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Commentary on the paper by Sorahan and Kheifets (see page 820)
Collectively, the major neurodegenerative diseases—Alzheimer's disease, Parkinson's disease and motor neurone disease—represent a substantial public health burden throughout the world. The vast majority of cases of these disorders are non‐familial. Thus, if only by default, it can reasonably be assumed that lifestyle and environmental factors are aetiologically relevant. Unfortunately, epidemiological research has yielded very few clues regarding modifiable risk factors.
During the past 20 years, there have been numerous epidemiological studies that have examined risks for these disorders in relation to aspects of electrical work: electric shocks and magnetic fields. These studies have been of various designs, including population‐based case‐control studies, follow‐up studies of defined occupational cohorts, population‐wide census linkage studies, and death certificate surveys. The pattern of evidence that has emerged can best be characterised as mixed, and at most suggestive of aetiological associations. To date, the most consistent results have been observed for electric shocks and magnetic fields with increased risks for amyotrophic lateral sclerosis, the main form of motor neurone disease.1 However, the evidence is by no means compelling.
In this issue, Sorahan and Kheifets2 report findings from a very large, rigorously conducted mortality study of Alzheimer's, Parkinson's and motor neurone disease in a cohort of UK electricity generation and transmission workers for whom quantitative magnetic field exposures were reconstructed (see page 820). The study generated mostly null findings, with the exception of a modest risk gradient for motor neurone disease mortality. Notwithstanding the rather unremarkable results, this study will be a valuable contribution to the literature insofar as very prominent effects of magnetic field exposures on neurodegenerative disease risks can probably be discounted, at least in the population studied.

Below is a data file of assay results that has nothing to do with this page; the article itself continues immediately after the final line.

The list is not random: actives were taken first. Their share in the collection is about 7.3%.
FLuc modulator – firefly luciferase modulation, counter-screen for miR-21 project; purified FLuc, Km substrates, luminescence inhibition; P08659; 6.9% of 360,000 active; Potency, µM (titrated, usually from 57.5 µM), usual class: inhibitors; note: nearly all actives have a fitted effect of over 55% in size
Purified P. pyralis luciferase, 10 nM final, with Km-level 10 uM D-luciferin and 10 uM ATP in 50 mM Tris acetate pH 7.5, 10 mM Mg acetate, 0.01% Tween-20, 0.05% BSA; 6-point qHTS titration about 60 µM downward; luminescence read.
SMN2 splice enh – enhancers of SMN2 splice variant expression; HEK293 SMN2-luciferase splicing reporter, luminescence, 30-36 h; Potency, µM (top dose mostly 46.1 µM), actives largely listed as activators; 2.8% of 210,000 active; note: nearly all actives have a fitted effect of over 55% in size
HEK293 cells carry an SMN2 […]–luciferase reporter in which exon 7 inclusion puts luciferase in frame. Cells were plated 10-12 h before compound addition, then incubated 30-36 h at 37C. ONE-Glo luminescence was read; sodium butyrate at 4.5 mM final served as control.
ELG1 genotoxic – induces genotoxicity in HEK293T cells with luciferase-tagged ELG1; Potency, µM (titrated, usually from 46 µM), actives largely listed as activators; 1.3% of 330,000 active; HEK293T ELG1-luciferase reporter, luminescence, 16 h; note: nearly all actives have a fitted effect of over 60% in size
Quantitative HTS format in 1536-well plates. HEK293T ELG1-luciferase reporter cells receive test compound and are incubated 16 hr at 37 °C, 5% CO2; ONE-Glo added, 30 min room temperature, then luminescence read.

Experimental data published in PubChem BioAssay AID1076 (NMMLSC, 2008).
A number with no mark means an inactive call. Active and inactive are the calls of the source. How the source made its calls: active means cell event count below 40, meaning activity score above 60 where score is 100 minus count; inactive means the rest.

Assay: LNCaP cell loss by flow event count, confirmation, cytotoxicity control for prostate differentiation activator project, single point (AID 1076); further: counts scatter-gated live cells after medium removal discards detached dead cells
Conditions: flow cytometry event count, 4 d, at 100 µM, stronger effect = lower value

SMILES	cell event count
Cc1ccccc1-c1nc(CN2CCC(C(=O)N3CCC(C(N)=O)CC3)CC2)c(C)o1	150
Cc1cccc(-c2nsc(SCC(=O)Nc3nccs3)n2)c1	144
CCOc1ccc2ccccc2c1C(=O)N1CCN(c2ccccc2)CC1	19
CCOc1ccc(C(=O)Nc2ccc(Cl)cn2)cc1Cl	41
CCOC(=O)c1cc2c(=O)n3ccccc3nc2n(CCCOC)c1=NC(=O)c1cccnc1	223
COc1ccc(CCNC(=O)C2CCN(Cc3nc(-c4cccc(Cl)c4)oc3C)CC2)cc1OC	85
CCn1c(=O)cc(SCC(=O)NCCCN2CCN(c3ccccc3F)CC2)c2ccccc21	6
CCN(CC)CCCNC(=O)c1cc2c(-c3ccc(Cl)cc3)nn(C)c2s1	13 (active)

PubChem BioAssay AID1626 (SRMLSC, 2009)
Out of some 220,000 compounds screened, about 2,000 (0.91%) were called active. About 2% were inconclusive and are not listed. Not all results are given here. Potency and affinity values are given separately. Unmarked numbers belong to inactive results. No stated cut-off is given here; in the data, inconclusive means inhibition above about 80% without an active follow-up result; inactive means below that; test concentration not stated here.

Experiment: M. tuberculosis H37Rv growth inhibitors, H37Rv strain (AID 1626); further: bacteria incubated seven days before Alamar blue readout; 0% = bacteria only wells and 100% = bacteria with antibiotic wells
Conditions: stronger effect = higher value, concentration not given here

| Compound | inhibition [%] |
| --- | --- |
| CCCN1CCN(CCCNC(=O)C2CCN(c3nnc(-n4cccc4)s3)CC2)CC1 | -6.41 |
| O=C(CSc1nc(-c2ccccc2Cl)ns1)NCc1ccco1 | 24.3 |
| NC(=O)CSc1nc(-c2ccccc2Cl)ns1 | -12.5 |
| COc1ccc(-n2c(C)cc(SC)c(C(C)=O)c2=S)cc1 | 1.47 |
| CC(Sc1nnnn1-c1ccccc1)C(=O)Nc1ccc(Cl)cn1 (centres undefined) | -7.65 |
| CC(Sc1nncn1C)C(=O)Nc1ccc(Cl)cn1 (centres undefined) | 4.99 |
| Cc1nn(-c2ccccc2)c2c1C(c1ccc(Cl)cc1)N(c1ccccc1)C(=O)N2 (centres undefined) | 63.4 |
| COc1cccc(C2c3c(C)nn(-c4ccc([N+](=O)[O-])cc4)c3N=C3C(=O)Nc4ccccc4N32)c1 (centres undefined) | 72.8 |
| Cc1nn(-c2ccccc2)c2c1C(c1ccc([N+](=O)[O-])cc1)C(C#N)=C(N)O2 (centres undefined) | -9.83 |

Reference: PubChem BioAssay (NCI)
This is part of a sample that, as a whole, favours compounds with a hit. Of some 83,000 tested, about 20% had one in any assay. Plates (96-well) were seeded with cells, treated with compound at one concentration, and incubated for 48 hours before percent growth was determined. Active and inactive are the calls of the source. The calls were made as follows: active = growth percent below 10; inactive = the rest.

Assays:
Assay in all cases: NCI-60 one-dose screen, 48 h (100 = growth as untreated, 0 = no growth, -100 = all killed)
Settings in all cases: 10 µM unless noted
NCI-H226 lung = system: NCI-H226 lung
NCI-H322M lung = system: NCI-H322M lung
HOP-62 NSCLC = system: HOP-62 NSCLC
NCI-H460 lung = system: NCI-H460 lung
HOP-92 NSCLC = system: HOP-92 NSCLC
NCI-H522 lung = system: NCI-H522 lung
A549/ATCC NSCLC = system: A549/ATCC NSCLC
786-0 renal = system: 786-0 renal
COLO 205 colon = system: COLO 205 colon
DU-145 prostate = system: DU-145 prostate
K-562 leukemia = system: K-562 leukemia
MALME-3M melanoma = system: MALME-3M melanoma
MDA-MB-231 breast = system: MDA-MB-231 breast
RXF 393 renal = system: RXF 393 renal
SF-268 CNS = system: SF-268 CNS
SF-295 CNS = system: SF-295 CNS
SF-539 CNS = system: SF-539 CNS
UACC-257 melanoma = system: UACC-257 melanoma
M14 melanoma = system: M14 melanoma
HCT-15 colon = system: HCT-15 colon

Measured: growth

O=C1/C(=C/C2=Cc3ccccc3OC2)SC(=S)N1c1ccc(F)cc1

Considering the findings from the Sorahan and Kheifets study,2 along with previously reported ambiguous results from other cohort studies that also had high quality, quantitative magnetic field exposure assessments,3,4,5 one might question whether this line of research deserves further pursuit. In spite of a fairly low “signal” for an effect of magnetic fields on risks for the neurodegenerative diseases, there is a good rationale for continued investigation. Even small excess risks posed by magnetic field exposures, which are ubiquitous in workplace and residential environments, could have substantial public health significance. Recognition that there is some epidemiological evidence, albeit inconsistent, supporting associations with Alzheimer's disease and amyotrophic lateral sclerosis, also argues in favour of continued investigation, rather than a conclusion that no meaningful aetiological relations exist or can be detected epidemiologically. Furthermore, it should be relatively cost efficient to extend the follow‐up of existing cohorts to increase statistical power, which has generally been low because of the small numbers of cases. For example, only 218 of 21888 total deaths in the Sorahan and Kheifets study were the result of Alzheimer's, Parkinson's and motor neurone disease combined.2